2 Pistols Interview
|Next Project:||Death Before Dishonor|
|Twitter:||2 Pistols on Twitter|
|Website:||2 Pistols's Website|
Some artists think they’re entitled to success by creating a MySpace account and sending DJBooth a friend request. Wrong. Success is earned through hard work and years of independent struggle.
A beneficiary of both, rapper 2 Pistols used a homemade record label and a drive like none other to appeal to his local Tampa Bay, Florida market. In turn, he was offered a recording contract with Universal Republic and is gearing up to release his debut album, “Death Before Dishonor,” this May.
In an exclusive interview with DJBooth‘s DJ “Z,” 2P steps into the booth to talk about the image his stage name portrays, why it wasn’t a guest feature from T-Pain that made “She Got It” into a chart-rising hit and how following the ‘code of the streets’ landed him in jail.
Listen to the Interview
2 Pistols Interview Transcription
DJ Booth: What’s goin’ on ya’ll? It’s your boy “Z,” doin’ it real big, and joining me inside the DJ Booth is the man behind the new smash single, “She Got It.” A resident of Tarpon Springs, Florida, and newly signed to Universal Republic, please welcome rapper, 2 Pistols. How you doin?
2 Pistols: I’m chillin’, man; young boss of the city. Ima hold you down, I got you, don’t worry about anything!
DJ Booth: Your stage name, 2 Pistols, I read is a reference to your astrological sign as a Gemini, and the twin personalities you have – is that correct?
2 Pistols: Yeah, that’s true.
DJ Booth: Okay, so how did “personalities” become “Pistols?”
2 Pistols: “Personalities” became “Pistols” in reference to each personality that I have, which is two, [are] loaded, loaded with all different kinds of backgrounds. I got the street mentality background and now I’m switchin’ over tryin’ to directly do business, and work in the music industry. It kinda got split up – the reference is 2 Pistols; I got branded that in the streets. Instead of callin’ me “Gemini,” or “2 Personalities,” it [was] “2 Pistols.”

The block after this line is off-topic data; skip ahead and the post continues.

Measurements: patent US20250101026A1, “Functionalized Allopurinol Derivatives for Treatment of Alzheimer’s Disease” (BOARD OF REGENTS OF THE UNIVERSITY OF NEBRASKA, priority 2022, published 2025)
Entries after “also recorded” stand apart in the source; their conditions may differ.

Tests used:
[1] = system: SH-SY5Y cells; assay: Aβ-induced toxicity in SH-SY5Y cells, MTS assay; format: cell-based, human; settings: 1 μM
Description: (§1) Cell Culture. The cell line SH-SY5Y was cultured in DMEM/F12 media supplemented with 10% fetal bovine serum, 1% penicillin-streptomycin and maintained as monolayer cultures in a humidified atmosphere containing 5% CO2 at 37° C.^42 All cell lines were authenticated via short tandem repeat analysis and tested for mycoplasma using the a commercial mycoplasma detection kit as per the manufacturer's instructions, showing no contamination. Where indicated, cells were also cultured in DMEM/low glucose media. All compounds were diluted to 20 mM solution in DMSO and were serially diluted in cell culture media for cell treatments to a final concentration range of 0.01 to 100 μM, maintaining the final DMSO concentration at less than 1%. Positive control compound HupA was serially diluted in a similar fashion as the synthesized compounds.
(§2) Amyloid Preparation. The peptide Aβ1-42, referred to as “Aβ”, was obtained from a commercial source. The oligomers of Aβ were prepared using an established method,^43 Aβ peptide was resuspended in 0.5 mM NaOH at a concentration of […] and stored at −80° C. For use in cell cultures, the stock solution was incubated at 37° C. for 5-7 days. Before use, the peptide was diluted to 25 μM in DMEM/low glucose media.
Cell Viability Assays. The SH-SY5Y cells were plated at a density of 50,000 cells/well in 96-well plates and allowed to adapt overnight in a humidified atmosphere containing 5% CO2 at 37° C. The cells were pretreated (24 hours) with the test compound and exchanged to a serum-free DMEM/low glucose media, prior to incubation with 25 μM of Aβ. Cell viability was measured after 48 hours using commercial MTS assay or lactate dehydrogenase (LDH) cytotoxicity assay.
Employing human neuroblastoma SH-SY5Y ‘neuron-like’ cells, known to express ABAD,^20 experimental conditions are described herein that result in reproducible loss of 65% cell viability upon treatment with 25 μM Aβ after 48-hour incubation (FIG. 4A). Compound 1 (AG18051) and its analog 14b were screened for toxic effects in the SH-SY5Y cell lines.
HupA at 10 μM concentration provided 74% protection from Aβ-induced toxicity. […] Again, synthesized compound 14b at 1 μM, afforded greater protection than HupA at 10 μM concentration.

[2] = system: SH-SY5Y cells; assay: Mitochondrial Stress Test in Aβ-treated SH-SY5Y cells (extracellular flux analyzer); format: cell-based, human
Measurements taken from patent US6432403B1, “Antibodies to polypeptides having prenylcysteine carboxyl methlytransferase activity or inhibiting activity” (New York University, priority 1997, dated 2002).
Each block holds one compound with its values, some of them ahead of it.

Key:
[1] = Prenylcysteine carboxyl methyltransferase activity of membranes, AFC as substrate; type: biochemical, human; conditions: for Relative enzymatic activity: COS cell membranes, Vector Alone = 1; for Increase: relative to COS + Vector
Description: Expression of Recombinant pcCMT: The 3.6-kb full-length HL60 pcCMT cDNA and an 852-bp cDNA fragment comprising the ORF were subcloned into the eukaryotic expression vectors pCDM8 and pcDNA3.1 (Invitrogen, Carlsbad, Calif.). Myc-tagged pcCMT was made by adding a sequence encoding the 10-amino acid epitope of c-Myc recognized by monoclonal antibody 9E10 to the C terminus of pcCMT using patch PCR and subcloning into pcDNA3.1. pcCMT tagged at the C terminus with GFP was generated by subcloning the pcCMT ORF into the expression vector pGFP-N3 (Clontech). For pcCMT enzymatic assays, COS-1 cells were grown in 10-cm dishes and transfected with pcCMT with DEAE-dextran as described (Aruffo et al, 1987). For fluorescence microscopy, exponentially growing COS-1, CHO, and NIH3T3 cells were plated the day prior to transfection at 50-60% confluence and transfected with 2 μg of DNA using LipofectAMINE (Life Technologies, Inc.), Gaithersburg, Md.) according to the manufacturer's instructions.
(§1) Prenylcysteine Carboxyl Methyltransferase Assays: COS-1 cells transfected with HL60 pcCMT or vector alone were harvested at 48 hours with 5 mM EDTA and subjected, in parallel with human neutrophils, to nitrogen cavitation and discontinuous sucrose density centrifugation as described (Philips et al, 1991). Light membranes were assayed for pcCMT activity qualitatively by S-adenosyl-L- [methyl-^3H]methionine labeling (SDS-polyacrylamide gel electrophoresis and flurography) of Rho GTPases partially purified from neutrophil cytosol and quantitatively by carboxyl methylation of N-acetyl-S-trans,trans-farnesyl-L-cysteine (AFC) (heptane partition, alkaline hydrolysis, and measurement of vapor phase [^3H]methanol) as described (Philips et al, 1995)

DJ Booth: With all the negativity, though, that’s thrown towards hip hop due to the graphic violence that it sometimes portrays, are you wary of using a stage name like, “2 Pistols?”
2 Pistols: Not really. I really didn’t create the name, and the name wasn’t really created off of violence. I just wanted something that was basically fearless – when people think of something major, it’s pistols. That’s just the name that I got; I really don’t think I’m gonna get too much heat for the situation when it comes to my name. I mean, why would I represent – my music will speak for itself; it ain’t just based on violence or anything like that.
DJ Booth: I see what you’re saying. Only problem is, a lot of people in our community, they don’t wait for that explanation of how your name came about; they just automatically hear it and judge.
2 Pistols: Yeah, yeah, exactly. Society on a lot of points is like that: the first impression that you have of a person is based off their name, being that it’s what you go by. Some people will give you an opportunity to explain yourself, and some people totally feel one-sided, that way. And I kinda got branded that way, and I’m tryin’ to change that, so people can understand me as more than a name.
DJ Booth: Definitely. I’m a former radio DJ, and when I hear “2 Pistols,” I think back to when I would have introduced the record on the air, and I would hate to think that a mother would hear “The new song, “She Got It,” by 2 Pistols,” and then she turns off the radio without even having heard your material.
2 Pistols: But, see, would they want to turn off Guns and Roses? Mack 10?
DJ Booth: That’s a great point.
2 Pistols: They gotta give me an opportunity. Give me my fair shot. Until I totally do something wrong, you can’t really judge me as if you know, if you don’t really know me.
DJ Booth: Well, hopefully you won’t do anything wrong so we won’t have to do that.
2 Pistols: [laughter] No, not at all.
DJ Booth: While on the grind to establish a buzz around your music, you started a conglomerate of local talent in the Tampa area that’s known as the Blood Money Union. Now, the expression, “Blood Money,” usually refers to money that is made as a result of someone’s death. Now go ahead, connect the dots for me – explain how this works.